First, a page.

Discipline: Chemistry and Chemical Sciences
Subcategory: Chemistry (not Biochemistry)
Tiana Shaw - Clark Atlanta University
Co-Author(s): Michael Williams and James Reed, Clark Atlanta University, Atlanta, GA
Biotin-avidin technology is a widely explored interaction in bioscience. Biotin’s affinity for the protein avidin makes it ideal for protein and nucleic acid detection or purification methods. This strong interaction is often used in pretargeting strategies for cancer treatment. In most cases a probe molecule (antibody) is connected to a marker molecule (fluorophore or nanoparticle) through the biotin-avidin bridge. Biotinylated nanoparticles can play a role in improving this interaction and creating an electronic or optical detection method. Polyaniline is a polymer which can be easily functionalized to be specific for various biomolecules and has ideal sensor characteristics. In this study, we designed a process to functionalize polyaniline with biotin to create a biotin-avidin biosensor. We began with a 2-acetamidophenol which is a hydroxyl substituted aniline monomer. This monomer undergoes polymerization to yield Poly[2-(2,3-dihydroxypropoxy)aniline]. The polymer’s hydroxyl group was functionalized by Steglich esterification which refluxes a carboxylic acid with an alcohol. This esterification drives the reaction and dehydrates the products shifting the equilibrium towards the product. In this reaction DCC (dicyclohexylcarbodiimide) activates the carboxylic acid of biotin to further reaction and DMAP (4-dimethlyaminopyridine) acts as the acyl transfer catalyst. The biotinylated polyaniline derivative was characterized using FT-IR spectroscopy, 1H NMR spectroscopy, UV-VIS spectroscopy, and Scanning Electron Microscopy. Conductivity studies were used to explore the material’s effectiveness as an electronic sensor using a 4-point probe to measure resistivity.Not Submitted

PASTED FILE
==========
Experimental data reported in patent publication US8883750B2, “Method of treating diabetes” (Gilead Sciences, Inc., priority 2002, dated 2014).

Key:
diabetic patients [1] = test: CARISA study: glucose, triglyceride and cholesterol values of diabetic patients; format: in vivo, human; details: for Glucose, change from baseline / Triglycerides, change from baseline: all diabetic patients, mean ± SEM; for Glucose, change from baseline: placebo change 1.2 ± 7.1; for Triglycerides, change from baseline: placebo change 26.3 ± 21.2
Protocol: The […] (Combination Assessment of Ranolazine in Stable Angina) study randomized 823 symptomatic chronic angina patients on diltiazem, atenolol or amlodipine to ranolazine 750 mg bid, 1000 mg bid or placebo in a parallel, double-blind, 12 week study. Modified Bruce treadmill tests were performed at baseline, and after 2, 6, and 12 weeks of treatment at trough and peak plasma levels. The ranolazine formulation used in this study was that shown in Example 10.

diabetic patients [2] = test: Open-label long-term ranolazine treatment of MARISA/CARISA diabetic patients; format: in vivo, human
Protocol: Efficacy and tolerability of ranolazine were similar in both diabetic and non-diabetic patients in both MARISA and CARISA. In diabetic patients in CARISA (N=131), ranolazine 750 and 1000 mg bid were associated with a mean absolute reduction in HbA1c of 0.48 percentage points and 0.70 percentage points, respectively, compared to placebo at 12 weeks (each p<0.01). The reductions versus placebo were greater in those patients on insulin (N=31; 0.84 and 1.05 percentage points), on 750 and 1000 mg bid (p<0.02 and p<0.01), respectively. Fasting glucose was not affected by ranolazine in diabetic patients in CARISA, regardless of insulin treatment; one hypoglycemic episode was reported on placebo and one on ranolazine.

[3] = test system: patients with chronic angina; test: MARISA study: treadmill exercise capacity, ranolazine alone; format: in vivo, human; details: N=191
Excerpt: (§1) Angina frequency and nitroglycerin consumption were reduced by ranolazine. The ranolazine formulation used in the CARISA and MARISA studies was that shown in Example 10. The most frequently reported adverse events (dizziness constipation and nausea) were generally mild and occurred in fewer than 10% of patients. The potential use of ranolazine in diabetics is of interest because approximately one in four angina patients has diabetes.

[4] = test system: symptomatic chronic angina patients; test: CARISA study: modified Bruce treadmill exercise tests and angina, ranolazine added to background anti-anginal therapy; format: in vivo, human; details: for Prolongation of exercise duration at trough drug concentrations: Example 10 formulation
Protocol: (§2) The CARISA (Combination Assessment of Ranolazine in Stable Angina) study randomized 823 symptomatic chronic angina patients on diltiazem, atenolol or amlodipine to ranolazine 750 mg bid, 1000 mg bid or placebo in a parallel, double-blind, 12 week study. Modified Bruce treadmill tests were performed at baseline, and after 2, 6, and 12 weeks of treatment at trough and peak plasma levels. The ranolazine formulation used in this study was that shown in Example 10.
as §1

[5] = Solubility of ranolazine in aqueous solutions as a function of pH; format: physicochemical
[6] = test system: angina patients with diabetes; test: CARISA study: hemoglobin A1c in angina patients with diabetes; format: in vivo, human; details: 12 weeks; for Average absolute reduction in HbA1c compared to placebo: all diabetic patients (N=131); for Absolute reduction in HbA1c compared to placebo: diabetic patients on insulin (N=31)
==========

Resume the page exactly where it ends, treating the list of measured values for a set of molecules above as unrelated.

Funder Acknowledgement(s): This study was supported by a grant from NSF/CREST awarded to Ishrat Kahn PhD, Director for the Center of Functional Nanoscale Materials, Clark Atlanta University, Atlanta, GA.
Faculty Advisor: Michael Williams, firstname.lastname@example.org